A very short flash piece today, inspired by having watched too many episodes in a row of the UK version of Being Human and listening too many times to Florence + the Machine’s Dog Days Are Over.
Hannah expected to feel many things when she died, but happiness wasn’t one of them.
To say that Hannah was acerbic would be putting it mildly. Take all the bitter unpopular women from TV shows and movies and remove any of the soft or caring parts and you would get Hannah. She had no friends (they would have just let her down if she had had any). Her coworkers only talked to her when they needed to (besides they were all after her job). And her family, well, her family gave up on her once she reached her early twenties (it was all her mother’s fault, of course).
The medical examiner performing her autopsy couldn’t find any cause of death. “The body just stopped working,” was what he told a colleague although “heart failure” was what he officially said.
It happened at one-forty-six on a Thursday afternoon, just as Hannah was finishing her lunch. As usual, the food wasn’t up to par and she had needed to choke down the nearly inedible stuff with a barely passable Grand Reserve red wine from the Spanish Rioja district. She had paid her bill, in cash, to the penny (without a tip to the incompetent staff) and stood to leave. As she did so, she spied a young couple gazing at each other with an embarrassing level of affection for each other. Hannah rolled her eyes and clamped down on the desire to say something (it wouldn’t have done any good if she had) and began to stalk out of the restaurant.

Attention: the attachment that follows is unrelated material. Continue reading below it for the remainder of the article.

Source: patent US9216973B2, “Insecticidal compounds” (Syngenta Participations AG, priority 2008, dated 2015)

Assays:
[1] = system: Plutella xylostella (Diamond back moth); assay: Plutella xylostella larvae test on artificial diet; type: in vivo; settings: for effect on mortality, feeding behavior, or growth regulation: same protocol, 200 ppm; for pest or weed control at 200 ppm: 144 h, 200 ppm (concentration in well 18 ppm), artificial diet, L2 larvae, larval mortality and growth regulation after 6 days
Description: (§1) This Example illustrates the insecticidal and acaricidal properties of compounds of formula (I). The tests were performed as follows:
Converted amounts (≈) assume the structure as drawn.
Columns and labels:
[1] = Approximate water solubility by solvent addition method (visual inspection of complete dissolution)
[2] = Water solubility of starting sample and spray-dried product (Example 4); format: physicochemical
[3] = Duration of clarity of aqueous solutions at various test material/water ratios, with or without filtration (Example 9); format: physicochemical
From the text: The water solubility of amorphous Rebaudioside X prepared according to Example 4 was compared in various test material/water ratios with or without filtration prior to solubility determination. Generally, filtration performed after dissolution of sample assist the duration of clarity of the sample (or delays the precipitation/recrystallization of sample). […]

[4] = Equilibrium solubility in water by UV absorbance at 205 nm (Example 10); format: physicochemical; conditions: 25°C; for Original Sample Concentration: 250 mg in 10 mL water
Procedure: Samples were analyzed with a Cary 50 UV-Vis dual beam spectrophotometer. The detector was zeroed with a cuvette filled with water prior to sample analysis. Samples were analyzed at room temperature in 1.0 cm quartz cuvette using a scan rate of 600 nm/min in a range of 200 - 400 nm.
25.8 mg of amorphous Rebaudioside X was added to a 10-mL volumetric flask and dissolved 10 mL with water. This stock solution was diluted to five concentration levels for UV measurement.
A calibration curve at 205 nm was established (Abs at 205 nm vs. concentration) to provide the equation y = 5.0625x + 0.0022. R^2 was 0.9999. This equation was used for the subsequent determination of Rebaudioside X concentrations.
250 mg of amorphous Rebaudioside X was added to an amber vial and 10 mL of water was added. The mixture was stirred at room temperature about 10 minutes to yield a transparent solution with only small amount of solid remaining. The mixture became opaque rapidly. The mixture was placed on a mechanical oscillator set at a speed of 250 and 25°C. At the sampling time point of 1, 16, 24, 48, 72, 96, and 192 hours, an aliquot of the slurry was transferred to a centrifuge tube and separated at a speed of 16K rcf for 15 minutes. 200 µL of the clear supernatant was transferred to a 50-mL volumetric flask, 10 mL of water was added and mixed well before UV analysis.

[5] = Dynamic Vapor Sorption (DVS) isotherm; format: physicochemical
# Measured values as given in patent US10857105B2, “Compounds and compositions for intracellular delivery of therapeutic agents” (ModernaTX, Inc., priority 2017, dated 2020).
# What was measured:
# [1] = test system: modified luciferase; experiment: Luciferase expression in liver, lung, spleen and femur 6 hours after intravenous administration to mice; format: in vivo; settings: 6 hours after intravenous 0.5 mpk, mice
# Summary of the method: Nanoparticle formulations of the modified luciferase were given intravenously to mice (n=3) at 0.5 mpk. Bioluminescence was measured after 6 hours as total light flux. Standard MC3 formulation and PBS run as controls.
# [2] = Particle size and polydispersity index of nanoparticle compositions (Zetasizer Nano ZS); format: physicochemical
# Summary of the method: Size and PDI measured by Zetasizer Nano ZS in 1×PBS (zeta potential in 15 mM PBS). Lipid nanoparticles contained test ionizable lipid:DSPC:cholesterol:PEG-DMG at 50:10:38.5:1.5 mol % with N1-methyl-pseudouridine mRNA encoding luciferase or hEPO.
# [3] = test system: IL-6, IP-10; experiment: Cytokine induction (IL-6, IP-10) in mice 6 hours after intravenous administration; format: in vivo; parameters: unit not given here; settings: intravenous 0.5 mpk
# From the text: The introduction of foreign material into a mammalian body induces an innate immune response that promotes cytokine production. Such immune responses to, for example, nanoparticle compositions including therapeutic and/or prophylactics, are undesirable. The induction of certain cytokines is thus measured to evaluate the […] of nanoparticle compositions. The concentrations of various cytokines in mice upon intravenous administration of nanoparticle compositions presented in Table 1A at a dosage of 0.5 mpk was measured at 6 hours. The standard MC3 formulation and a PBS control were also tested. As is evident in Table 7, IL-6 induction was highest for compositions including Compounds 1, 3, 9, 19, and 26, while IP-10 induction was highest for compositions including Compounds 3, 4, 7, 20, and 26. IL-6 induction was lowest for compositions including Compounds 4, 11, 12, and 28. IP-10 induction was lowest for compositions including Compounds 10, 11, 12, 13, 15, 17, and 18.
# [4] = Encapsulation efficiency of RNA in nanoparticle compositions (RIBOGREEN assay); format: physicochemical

The thing is, the happiness that was building up between the deeply infatuated couple needed somewhere to go. They were already full up with it and other than their minor annoyance at Hannah’s attitude the two waitresses were pretty happy people too.
This left only one vessel.
Now normally when happiness makes a leap from one person to another, nothing happens. In most chi-chi places like this restaurant, everyone already enjoys a good level of happiness, so excess happiness spreads itself about.
Hannah, however, at that particular moment was like a happiness black hole and all the excess happiness shot into Hannah like a bullet. Her body, so used to bitterness, anger and disgust, couldn’t handle the shock of sudden unmotivated happiness and it did what all bodies do when they’re overloaded. It shorted out and ceased to function.
As Hannah fell, unrestrained joy coursed through her body for the first time in her life, from the tips of her perfectly manicured toes to the folicles of her low maintenance hair.
In her typical manner, her only thought as she went down as “what the fuh” but before she could complete the exclamation she was already dead. Fortunately for Hannah, when her body died it took the bitterness with it.
And that’s when she really started to live.